The science on the Trump administration is a little closer to settled.
"Late Night with Seth Meyers" offered a deep dive Wednesday night into the administration's apparent fondness for executive orders — the president has signed 30 so far — and highlighted how Trump the candidate was less enamored of the practice than Trump the president appears to be.
"It is at this point like a law of physics," Meyers said at the beginning of one of his "A Closer Look" segments. "For every Trump action, there's an equal and opposite Trump clip."
Reverb is like a part of me, it's a subconscious thing. It started one day at practice when somebody left reverb turned up on the amp. I just stepped up and started singing and all this sound came pouring out. From that day on I haven't enjoyed singing without it.
The death of Jonathan Demme comes as a shock because his films felt so alive. Seemingly guided by the spirited convictions of his creative generosity, emotional openness and observant, exploratory curiosity, Demme was an exemplar of an artist who refused to be defined as any one thing.
He made fiction features and documentaries, worked in television during a long and eclectic career, and won the Oscar in 1992 for directing "The Silence of the Lambs."
The strongest constant in Demme’s work was his unpredictability and a sense of constantly pressing on to something new.
The three-man incarnation of Genesis could turn it on again in concert — in theory, at least — to mark 50 years of shared history since the group first came together in 1967.
Mike Rutherford, who along with Phil Collins and Tony Banks kept Genesis going after Peter Gabriel's 1975 departure from the ranks, told Ultimate Classic Rock earlier this month that the three of them are still good friends and might be open to some one-off shows.
“With Phil retired, we never wanted to go on. But we’ll see," Rutherford said. "I do appreciate the fact that we’re all very good friends, which is nice, especially the three of us. Who knows?”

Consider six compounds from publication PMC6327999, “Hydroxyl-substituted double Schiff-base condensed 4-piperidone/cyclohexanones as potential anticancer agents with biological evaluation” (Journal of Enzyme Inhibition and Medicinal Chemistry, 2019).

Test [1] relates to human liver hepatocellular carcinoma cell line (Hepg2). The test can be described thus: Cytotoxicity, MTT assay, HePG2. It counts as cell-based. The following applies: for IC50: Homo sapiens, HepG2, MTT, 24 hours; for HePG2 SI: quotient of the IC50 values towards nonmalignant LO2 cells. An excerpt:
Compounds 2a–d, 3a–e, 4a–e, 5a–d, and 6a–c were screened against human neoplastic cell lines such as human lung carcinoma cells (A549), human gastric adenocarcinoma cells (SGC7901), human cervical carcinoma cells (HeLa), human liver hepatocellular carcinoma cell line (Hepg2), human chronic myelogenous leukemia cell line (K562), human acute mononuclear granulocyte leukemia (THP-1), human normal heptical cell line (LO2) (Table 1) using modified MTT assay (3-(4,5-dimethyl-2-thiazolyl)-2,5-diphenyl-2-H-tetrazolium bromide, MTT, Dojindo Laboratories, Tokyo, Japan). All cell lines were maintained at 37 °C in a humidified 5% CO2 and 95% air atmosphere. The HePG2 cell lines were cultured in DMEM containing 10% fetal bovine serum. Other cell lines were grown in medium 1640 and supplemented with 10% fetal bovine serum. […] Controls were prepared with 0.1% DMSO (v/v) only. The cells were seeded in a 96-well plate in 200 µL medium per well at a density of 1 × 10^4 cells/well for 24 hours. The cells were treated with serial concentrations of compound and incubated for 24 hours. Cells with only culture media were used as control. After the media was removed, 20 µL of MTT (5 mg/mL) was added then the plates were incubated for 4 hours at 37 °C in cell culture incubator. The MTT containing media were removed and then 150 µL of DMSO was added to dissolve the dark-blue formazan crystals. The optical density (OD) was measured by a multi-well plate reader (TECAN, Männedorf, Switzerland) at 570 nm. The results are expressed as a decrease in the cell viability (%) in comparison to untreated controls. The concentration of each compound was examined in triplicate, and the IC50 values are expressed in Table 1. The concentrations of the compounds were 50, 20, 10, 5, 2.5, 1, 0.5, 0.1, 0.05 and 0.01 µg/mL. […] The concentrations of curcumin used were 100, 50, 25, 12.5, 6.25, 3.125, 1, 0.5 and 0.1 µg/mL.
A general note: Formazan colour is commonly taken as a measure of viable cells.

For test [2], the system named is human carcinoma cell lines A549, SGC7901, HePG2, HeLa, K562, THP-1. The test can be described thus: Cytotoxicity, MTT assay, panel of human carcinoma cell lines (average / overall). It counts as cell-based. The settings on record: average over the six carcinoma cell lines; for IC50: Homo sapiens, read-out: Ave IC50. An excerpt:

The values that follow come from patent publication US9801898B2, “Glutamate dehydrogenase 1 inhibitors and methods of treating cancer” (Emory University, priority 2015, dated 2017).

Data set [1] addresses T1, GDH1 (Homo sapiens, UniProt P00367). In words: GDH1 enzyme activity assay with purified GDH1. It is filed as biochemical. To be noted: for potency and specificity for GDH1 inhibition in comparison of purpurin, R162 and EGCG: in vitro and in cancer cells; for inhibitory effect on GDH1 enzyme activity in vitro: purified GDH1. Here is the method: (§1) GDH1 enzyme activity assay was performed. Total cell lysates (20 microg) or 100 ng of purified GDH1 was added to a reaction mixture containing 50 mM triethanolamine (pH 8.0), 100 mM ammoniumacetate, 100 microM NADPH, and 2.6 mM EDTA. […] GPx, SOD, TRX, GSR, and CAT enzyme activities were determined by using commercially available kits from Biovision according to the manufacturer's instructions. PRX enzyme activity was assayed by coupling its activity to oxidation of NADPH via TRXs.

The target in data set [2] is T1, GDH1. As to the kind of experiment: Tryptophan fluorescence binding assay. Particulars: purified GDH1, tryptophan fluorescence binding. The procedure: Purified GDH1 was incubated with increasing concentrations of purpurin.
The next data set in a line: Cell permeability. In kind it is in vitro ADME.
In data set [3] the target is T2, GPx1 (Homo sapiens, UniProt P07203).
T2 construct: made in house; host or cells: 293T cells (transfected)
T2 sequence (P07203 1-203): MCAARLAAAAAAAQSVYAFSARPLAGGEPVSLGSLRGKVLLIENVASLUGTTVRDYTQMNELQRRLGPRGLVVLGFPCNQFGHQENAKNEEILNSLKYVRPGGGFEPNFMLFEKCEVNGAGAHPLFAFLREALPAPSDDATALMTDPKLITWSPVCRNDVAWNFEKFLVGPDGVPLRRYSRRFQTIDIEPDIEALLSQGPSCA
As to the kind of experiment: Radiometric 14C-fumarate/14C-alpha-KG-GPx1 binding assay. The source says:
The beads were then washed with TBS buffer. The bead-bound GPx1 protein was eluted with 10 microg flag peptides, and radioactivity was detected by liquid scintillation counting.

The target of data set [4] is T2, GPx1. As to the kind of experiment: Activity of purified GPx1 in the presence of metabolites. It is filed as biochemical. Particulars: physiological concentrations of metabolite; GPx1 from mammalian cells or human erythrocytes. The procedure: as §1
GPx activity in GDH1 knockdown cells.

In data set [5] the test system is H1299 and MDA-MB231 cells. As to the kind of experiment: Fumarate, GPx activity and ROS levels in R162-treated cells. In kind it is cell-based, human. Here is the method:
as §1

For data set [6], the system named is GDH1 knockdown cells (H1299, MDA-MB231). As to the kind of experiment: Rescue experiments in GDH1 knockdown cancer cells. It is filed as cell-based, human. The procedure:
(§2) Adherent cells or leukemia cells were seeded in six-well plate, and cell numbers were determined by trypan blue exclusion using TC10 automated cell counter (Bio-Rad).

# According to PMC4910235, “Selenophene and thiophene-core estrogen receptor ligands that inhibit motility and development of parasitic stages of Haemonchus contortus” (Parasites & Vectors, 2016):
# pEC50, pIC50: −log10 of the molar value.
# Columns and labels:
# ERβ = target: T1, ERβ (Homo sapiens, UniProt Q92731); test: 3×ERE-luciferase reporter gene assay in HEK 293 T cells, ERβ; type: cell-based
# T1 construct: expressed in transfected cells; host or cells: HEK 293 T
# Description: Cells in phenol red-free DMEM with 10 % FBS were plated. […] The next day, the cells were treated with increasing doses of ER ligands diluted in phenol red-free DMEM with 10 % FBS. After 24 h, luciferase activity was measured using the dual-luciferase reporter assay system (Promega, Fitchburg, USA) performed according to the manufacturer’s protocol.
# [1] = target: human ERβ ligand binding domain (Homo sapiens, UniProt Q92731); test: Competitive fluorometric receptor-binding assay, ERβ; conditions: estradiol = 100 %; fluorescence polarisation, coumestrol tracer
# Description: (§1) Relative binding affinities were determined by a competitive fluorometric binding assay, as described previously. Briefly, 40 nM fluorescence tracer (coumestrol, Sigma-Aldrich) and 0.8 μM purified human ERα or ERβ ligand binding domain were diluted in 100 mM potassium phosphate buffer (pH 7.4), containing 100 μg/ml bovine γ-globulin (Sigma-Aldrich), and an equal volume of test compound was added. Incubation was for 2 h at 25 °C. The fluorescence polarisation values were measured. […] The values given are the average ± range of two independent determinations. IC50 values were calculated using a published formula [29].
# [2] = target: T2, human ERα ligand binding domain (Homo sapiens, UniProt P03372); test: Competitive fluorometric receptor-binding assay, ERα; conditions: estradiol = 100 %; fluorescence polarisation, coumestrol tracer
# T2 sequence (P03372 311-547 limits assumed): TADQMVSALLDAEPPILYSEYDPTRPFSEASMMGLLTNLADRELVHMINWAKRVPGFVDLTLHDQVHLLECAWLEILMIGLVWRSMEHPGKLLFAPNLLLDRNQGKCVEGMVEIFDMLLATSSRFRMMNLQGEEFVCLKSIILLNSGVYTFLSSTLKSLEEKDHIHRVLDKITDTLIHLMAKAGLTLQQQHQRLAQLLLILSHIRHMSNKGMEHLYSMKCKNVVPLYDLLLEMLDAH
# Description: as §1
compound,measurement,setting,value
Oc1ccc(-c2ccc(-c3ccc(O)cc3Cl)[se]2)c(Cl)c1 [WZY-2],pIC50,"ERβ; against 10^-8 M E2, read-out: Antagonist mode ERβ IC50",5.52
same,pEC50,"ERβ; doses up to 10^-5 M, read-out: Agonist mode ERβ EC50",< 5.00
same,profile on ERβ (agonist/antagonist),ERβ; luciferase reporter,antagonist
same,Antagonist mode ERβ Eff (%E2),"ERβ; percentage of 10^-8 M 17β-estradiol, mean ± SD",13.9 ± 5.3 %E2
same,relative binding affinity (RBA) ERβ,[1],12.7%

President Trump, or rather comedian Anthony Atamanuik portraying him, came by "The Daily Show" Tuesday night to promote his own Comedy Central series "The President Show," which debuts Thursday after Trevor Noah's half-hour.
Although Alec Baldwin still wears the title of America's Trump — for now — Atamanuik, who honed his impression in a series of "Trump vs. Bernie" mock debates with James Adomian, does an impressive turn as the commander in chief, getting the vagueness, the rapid swings in tone, the weird softness and the wandering syntax.
Noah began the segment without faux-Trump, commenting on the looming/not looming government shutdown, the president's claim that human trafficking is "probably worse now than at any time in the history of this world" ("You know who told him that?" Noah asked. "His good friend Frederick Douglass") and the downgrading of the border wall to maybe a fence, maybe a blimp, or whatever: "Pretty soon it's just gonna be a ditch, and then it'll just be stern words – no crossing, no crossing, bad Mexican, no."
In an odd coincidence, the Fox drama series "Shots Fired" will air what amounts to a tribute of sorts to the late Jonathan Demme tonight with a previously scheduled episode that Demme directed.
The Oscar-winning Demme, who died Wednesday morning from complications of esophageal cancer, had occasionally ventured into the world of TV in recent years, directing episodes of AMC's "The Killing" and HBO's "Enlightenment." He won the Oscar for best director in 1992 for "Silence of the Lambs."
Speaking on Fox 11's "Good Day L.A." Wednesday morning, "Shots Fired" actor Aisha Hinds said of her experience workign with the director, "Jonathan Demme came in and truly brought a huge, open heart. . . he certainly has left an incredible fingerprint on this earth, his legacy is broad in so many ways."